Kate has tried to be a good wife to her husband Anton. Ever since he got demoted at work - answering to a woman no less - Anton simply hasn't been the same. Kate wants to help, but as the months pass and Anton pulls away from her both emotionally and physically, Kate can't help but feel a bit abandoned.

Then Kate means Bob: the handsome, blue-eyed carpenter that Anton has hired to refurbish their kitchen. Kate instantly feels a powerful physical connection between them . . . but dare she risk her marriage for a man she barely knows?

This month the Reading Group is enjoying Lady Chatterley's Lover . . . and trying not to giggle too much at the naughty parts!

The Reading Group: December is the perfect introduction to the series. I loved how in just a few pages, the author had me engrossed in the story, caring for a few of the characters already and picking up on some hints of where things will go for some of them in later novellas. Though we only meet the other members of The Reading Group briefly, their friendship and solidarity is evident and although like most book clubs reading wasn’t massively on the agenda, Grace, Serena, Kate, Anne-Marie and Jojo felt like a really welcoming group of friends and this made me want to dive into the first three books straight away.

December is Grace’s story and in the lead-up to Christmas, herself, her husband Ben and their boys (triplets!) are going through a tough time. I was moved by this story. I loved the dynamics between the triplets – a realistic representation of the chaos kids can cause, the kind that is fun to hear about but not so fun to deal with yourself! I also loved how Grace’s worries led to meeting the Reading Group and how understanding and willing to help they were. This was a truly heart-warming read.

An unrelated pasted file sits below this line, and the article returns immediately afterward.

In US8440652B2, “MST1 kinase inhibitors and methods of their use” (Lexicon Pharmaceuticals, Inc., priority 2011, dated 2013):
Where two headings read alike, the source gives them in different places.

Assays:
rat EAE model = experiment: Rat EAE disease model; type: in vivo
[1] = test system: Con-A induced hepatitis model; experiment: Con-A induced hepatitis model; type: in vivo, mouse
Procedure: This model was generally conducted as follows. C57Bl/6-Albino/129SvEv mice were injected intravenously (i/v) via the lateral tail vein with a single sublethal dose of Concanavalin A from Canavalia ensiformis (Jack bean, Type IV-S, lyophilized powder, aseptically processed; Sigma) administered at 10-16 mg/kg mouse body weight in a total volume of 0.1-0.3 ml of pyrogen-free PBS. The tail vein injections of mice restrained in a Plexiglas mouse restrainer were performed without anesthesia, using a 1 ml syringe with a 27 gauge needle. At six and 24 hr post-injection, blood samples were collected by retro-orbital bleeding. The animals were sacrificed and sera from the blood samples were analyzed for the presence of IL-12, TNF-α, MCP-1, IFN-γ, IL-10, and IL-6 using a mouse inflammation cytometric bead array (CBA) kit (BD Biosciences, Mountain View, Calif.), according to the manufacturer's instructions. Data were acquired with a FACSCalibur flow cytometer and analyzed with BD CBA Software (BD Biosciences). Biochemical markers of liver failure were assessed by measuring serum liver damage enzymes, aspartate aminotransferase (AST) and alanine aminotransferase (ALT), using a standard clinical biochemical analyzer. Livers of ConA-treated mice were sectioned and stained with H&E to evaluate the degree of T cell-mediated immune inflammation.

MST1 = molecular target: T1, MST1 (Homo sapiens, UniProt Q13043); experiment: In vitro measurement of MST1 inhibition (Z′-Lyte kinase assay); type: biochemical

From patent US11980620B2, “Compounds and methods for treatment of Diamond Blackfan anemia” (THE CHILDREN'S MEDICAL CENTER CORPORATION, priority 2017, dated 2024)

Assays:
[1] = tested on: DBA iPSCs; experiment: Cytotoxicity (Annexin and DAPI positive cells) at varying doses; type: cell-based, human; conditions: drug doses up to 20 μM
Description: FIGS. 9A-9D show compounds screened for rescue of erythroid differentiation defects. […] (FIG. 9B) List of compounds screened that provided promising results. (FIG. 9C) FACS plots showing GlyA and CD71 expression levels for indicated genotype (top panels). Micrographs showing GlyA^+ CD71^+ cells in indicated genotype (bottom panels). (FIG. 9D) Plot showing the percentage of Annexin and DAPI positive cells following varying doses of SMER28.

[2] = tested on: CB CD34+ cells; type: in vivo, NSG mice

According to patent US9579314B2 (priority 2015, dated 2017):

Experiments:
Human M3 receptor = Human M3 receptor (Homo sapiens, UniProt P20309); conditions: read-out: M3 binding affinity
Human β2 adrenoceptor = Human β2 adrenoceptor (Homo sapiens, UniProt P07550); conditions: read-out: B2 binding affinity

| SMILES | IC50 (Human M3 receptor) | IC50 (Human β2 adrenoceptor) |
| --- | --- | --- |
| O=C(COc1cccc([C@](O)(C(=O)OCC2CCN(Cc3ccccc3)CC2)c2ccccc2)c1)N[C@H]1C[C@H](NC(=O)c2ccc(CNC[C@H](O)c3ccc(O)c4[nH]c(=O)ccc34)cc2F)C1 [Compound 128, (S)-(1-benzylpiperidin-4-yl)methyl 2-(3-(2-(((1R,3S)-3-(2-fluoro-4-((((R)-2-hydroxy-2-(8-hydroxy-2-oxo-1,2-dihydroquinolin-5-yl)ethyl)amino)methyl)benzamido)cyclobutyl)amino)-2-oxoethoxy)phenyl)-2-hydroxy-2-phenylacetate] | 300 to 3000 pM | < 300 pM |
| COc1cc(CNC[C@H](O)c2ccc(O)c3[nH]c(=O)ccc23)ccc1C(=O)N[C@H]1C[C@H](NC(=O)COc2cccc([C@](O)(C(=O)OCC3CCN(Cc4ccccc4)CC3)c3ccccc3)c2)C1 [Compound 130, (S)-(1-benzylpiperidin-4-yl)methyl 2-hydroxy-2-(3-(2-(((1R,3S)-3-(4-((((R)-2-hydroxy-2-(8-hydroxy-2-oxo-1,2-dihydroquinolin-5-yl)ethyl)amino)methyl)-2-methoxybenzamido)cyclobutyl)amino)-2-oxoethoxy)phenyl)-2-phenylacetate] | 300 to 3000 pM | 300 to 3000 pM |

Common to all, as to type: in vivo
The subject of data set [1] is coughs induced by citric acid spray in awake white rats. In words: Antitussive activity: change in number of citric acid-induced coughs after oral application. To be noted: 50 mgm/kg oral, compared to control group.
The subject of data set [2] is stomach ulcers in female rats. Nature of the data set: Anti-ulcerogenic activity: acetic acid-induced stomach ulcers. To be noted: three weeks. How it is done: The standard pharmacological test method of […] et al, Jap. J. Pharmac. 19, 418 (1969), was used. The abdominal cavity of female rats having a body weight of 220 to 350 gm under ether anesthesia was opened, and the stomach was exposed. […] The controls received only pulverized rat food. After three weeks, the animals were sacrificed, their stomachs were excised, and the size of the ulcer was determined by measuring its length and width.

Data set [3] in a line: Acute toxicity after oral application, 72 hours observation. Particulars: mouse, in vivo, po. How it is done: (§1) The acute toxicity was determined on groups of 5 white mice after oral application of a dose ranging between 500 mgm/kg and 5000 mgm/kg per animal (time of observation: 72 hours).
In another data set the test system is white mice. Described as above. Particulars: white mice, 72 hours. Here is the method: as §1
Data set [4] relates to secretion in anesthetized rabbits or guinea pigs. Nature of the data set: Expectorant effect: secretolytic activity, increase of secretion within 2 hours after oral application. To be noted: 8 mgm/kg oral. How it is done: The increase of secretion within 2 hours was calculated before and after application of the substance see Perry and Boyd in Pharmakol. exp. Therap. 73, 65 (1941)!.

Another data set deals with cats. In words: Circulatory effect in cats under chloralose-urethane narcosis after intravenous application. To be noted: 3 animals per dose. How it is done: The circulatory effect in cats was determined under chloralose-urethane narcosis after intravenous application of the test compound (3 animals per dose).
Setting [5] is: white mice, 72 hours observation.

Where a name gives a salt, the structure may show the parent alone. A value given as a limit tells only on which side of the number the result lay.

The Reading Group: January is Anne-Marie’s story. Anne-Marie is a matchmaker – not a hugely successful one, but she tries! Spurred on by the news of her best friend’s engagement to a guy she set her up with, she decides to set some more of her friends up with new men too.

I really enjoyed Anne-Marie’s story. I smiled at her very failed attempts to read January’s book, Emma, and at how persistent she was with the match-making even though it never worked out right. There was less of the Reading Group girls in this book but instead we see more of her other friends, Manda and Sophie .Della’s characters always seem to be really well characterised as I feel like I can picture them almost instantly which helps me connect with the novellas more. I couldn’t put January down and found myself falling for one of the characters within the pages – so it’s always a bit of a shame when the book ends – but I couldn’t wait to read the next book either.